5. BrSpiritus says:

    Actually with a rainwater catchment into a tank all you do is put on a “First Flush Diverter” which siphons off the first 50L of water which has the most dirt. The rest goes into the tank.

  6. Marvin says:

    Why are so many Filipinos afraid to take a shower. They would rather run the shower into a bucket and then use a tabo to dump it on their head instead of just standing under the shower. They just love to waste water, if they are not forced to hand pump it from a well and are lucky enough to have a faucet, they think its free flow and leave the faucet open and running down the drain.

    • Ben says:

      Maybe because old habits are hard to break, I guess.

      • Bruce says:

        Ben,

        The older you get, the harder to break. As the old saying with a modern addition “It is hard to teach an old dog new tricks, so buy a puppy, after a while you will appreciate your old dog.”

        I still am in the habit to move to the right lane, but here that is where all the jeepneys stop. Also if I am going to turn at an intersection, I move into the intersection. Here that is illegal and you are supposed to stop at the stop line.

    • Bruce says:

      Marvin,

      It they turn off the water when the pail is full and then turn it on to refill, it probably uses less water than a shower. Also many older Filipino houses do not have a shower head or if they do, at low pressure the water will not come out of the shower head.

  7. BrSpiritus says:

    Ummm actually Americans are pretty savvy when it comes to wasting water as well. How many of us leave the water running whilist brushing teeth or having our morning shave? I personally feel a bucket bath uses less water than a shower, even one with a flow restricter.

    • Bruce says:

      BrSpiritus,

      I agree and guilty as charged. I will leave the shower on if I need to step away for a moment to do something or to use the toilet.

  8. alan cline says:

    Same issues here in Cagayan de Oro . All of the better sub – divisions have their own water supply . Not sure why water supply is such a problem in this country but i did notice the main line running up the street where we live is smaller than a conventional line that would run off the main line to your house state side . And , yes , i know this ain’t Kansas . πŸ™‚

    • Bruce says:

      Alan,
      I think you are correct. I think most of the supply lines are too small and over taxed. Plus the pressure is a problem.

  9. Tom says:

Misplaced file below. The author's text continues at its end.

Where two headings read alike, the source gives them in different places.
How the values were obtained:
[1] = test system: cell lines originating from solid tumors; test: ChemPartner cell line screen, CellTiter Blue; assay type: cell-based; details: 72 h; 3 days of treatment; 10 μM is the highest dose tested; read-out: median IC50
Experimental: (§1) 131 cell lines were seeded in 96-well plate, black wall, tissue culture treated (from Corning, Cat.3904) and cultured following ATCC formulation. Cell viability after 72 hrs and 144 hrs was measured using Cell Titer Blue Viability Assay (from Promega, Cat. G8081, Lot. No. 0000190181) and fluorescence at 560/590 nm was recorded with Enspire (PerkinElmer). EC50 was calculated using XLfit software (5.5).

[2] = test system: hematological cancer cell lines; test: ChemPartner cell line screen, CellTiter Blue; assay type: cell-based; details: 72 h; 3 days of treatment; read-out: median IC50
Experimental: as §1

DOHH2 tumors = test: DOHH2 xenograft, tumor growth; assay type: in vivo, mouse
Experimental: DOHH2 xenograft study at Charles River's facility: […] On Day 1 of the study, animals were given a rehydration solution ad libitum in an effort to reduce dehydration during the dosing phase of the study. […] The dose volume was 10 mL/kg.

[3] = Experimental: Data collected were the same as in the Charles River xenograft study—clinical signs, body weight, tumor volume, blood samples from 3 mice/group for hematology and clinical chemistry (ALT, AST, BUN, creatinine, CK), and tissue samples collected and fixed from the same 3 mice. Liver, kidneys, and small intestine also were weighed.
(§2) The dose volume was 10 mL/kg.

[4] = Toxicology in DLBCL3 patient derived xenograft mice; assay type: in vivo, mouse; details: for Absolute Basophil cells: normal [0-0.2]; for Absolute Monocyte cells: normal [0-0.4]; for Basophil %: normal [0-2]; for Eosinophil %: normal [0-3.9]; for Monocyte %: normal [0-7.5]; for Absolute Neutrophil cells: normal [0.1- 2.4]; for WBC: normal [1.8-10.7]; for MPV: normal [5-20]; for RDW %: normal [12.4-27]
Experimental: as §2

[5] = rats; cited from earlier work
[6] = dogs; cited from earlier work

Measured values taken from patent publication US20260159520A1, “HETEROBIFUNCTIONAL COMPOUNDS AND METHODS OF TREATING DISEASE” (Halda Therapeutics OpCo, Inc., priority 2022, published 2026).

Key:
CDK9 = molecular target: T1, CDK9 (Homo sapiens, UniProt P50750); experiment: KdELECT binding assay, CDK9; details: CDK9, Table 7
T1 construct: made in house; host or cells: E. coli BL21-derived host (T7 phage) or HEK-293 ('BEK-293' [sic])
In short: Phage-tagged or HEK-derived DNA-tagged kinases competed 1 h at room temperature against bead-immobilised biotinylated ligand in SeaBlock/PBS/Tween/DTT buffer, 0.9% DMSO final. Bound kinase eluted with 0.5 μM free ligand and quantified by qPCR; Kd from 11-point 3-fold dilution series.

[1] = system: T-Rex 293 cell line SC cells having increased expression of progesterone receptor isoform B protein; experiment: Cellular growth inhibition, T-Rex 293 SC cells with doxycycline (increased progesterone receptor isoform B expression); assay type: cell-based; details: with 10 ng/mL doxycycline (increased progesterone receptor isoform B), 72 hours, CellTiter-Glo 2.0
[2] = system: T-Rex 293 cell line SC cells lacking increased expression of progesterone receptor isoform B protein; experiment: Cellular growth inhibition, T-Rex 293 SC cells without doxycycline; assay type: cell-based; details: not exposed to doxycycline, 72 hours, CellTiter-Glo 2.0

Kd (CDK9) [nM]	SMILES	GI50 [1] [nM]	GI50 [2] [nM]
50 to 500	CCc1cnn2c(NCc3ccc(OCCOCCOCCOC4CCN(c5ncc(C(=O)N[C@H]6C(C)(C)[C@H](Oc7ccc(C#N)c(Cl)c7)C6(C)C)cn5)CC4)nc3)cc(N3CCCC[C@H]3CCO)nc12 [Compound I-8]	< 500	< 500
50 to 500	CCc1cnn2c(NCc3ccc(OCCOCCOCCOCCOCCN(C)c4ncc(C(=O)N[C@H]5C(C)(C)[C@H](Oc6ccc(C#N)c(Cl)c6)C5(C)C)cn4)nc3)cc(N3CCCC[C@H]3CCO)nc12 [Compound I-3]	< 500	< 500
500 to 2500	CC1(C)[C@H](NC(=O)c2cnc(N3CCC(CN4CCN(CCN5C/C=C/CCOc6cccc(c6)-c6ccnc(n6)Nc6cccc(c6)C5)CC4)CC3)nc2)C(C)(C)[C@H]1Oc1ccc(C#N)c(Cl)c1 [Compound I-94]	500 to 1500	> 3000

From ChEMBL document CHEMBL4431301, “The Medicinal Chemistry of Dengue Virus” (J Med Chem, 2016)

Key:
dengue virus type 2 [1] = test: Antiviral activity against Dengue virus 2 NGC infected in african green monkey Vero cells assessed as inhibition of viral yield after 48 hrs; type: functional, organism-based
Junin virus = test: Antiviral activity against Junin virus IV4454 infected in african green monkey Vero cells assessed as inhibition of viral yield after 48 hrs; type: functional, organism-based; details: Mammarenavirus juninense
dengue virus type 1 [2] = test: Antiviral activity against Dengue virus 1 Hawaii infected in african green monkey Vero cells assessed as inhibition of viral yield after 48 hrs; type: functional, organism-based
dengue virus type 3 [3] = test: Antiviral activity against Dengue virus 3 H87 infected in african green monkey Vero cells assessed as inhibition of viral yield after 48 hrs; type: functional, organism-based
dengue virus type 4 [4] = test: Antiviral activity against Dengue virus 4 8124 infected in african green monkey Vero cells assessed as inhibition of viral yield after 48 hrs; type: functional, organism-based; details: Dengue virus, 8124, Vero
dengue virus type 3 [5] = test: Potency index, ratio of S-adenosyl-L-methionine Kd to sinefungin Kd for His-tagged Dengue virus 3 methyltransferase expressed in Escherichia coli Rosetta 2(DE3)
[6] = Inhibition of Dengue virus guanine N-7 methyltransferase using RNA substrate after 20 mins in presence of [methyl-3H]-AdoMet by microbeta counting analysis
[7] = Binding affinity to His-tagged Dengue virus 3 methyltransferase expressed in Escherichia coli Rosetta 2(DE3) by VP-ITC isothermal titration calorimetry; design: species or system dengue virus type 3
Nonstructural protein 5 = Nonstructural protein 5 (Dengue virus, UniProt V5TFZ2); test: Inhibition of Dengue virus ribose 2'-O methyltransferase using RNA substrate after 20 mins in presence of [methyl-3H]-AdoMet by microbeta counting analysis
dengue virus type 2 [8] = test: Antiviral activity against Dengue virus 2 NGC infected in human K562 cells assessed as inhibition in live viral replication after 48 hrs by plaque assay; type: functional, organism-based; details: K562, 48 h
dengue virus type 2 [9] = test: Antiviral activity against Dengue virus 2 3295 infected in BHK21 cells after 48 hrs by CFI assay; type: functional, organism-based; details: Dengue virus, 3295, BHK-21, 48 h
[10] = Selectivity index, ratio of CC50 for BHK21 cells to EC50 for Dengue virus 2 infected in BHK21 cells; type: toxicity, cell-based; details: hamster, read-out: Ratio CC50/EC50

Plus they run them next to or inside drainage ditches so if there is a break in the line the water can become contaminated. The repairmen just patch the break and go they never flush the system.

    Several people caught typhoid in one province recently when a break in the line was patched this way.

    • Bruce says:

      Tom,
      Last place we lived, they were installing a covert system. A water pipe crossed at the same depth, so they cut the covert pipe, let the water pipe pass through and cemented the gap.

  10. alanttooth says:

    from where are you bruce? why don’t your subdivision will apply for DAVAO CITY WATER DISTRICT or the homeowners will reques for this problem? because last year we the homeowners request for this also now we can use our shower not the small pail one, hehehehe

  11. Tom Martin says:

    Bruce as you know I live in El Rio. There are certain times of the day, early morning and night, that the water pressure is low. Like you said you are washing your hair and the people next door flush or start taking a shower and the wather goes down. You stand their waiting for enough water to come out to rinse your hair and I do not have much hair left. Now if I take a shower during the middle of the day when the majority of the people are at work or at school I have no problem at all.

    • Bruce says:

      Tom,
      That was more so when we lived in Lanang. Here there has been only a few times the shower got weak, but there was always enough pressure for some water to come out. In Lanang, there was not enough pressure for the water to make it to the shower head.

  12. Henry says:

    Morning, Bruce! I woke up this day to shower and NO WATER! There’s no water to flush, either! I didn’t quite expect that, but it happens. My fingers are crossed for a quick return of said water before the kiddies wake up. πŸ™‚

    BTW, I’ll try to give you a call today. Yes, I’m in Davao, but have to leave first thing tomorrow.

    Cheers!

    • Bruce says:

      Henry,
      No water, Davao’s way of saying “Thank you for visiting”
      I sent you an email with my number to contact me.